• Businesses that implement the right conflict resolution strategies will increase workplace productivity, retain top performers and manage potential risks. Knowing how to prevent conflicts, rather than curing them when they arise, means business owners should determine core issues.
  • We recommend providing training to staff and management on how to communicate constructively and investing time in learning professional skills to prevent conflict from occurring in the future.

Additional Resource

To assist you further, we have also included a free tool (The AID Feedback Model) that will assist you in your approach better approach conflict in your workplace. Download it here.

About Us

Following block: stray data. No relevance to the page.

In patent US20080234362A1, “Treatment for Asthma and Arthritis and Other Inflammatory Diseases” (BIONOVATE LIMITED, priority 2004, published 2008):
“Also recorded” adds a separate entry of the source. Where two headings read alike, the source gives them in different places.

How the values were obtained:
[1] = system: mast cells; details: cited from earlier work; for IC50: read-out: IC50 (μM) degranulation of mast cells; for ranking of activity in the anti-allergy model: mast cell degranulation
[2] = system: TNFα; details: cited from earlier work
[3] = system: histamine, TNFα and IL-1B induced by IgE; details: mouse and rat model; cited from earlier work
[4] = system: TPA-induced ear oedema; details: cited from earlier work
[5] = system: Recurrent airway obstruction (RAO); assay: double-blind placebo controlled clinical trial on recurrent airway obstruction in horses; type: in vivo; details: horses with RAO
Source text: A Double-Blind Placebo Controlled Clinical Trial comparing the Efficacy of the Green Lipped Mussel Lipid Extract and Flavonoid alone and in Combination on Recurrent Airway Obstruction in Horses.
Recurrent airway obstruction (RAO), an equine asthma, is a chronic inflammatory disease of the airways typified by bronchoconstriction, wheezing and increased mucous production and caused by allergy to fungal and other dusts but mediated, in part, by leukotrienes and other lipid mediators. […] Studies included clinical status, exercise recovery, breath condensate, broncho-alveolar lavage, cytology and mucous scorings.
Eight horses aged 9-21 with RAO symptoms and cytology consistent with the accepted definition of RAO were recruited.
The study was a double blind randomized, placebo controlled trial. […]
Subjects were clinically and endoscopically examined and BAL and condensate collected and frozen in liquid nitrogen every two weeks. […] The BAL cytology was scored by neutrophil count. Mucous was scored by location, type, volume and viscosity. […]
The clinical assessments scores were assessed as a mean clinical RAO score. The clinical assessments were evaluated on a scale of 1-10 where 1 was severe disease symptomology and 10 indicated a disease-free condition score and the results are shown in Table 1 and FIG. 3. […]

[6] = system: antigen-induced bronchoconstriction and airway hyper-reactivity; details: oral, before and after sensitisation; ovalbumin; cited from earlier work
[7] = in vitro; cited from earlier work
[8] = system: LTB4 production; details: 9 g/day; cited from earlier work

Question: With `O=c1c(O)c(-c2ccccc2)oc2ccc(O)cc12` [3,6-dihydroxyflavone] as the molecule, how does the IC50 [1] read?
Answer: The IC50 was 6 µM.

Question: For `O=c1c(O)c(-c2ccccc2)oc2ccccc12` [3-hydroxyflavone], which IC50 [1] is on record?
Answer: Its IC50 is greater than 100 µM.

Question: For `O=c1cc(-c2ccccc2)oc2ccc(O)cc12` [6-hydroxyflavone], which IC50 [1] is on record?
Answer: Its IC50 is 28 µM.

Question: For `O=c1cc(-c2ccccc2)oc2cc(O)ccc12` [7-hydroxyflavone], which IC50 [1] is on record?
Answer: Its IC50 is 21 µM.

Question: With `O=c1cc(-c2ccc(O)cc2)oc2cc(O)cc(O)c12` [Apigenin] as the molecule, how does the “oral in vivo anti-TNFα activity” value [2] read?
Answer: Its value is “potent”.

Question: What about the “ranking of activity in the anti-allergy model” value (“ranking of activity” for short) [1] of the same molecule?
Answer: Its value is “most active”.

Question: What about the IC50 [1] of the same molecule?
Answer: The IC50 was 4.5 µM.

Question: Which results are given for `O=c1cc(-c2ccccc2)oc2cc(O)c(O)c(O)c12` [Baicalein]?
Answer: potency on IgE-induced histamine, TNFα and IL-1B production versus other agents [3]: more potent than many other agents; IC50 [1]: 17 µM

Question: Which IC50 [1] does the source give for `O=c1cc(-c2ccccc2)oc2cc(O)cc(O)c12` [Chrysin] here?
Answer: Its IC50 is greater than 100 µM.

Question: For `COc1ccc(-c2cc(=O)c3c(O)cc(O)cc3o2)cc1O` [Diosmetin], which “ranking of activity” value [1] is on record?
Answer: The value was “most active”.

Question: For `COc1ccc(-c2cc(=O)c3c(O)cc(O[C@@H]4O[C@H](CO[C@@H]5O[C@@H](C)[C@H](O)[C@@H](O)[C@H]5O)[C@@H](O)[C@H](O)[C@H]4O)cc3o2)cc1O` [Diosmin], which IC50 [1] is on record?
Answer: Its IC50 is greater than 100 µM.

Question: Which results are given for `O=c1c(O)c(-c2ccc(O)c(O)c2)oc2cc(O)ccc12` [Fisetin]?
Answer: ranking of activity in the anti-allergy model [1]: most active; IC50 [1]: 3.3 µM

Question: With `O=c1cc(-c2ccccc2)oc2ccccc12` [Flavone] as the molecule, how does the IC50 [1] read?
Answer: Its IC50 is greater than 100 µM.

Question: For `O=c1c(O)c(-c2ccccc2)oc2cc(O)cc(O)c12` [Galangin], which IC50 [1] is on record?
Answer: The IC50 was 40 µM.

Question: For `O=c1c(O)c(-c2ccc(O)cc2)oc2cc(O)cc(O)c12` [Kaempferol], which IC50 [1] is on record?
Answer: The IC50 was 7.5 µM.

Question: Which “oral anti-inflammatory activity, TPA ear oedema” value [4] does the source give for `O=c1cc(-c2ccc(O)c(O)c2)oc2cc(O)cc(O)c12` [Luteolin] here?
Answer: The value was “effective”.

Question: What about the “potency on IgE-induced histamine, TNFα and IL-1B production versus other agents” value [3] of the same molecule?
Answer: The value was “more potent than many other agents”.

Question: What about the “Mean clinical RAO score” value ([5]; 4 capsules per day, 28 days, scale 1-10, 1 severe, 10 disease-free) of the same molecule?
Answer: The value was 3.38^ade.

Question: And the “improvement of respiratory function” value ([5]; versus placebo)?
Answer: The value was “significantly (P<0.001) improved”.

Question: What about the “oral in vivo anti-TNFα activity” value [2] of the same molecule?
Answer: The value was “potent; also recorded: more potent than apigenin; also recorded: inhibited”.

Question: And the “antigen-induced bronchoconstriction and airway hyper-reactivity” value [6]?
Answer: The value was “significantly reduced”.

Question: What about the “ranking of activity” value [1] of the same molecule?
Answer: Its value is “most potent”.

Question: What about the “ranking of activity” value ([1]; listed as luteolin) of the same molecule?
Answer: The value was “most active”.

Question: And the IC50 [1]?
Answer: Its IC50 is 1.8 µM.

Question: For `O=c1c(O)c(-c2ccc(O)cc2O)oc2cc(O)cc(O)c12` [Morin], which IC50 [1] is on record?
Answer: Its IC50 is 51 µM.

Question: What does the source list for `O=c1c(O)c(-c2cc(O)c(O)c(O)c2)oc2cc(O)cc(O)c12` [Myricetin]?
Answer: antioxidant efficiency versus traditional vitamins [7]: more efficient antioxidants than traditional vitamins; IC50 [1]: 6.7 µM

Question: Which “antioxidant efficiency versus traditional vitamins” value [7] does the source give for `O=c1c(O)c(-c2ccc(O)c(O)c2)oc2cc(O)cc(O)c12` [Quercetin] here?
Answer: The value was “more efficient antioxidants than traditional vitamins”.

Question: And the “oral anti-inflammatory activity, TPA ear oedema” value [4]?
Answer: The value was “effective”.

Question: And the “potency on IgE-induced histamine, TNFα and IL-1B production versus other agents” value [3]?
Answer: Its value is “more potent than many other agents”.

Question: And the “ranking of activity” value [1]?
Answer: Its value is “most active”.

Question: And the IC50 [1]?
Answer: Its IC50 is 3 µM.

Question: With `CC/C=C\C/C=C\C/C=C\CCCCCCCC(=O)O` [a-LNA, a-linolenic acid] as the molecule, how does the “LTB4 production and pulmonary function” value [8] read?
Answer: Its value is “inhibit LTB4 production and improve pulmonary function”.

Future Institute of Australia are leaders of quality leadership development training. We provide meaningful, dynamic, and ahead of the curve nationally recognised training, coaching, and diagnostic tools with a personalised and tailor made approach at the centre of everything we do. Through our understanding of the complexities of different organisations, their cultures, and critical training needs, we improve performance and change behaviour to develop the leaders of the future and contribute to the innovation of corporate, government, and community organisations across Australia.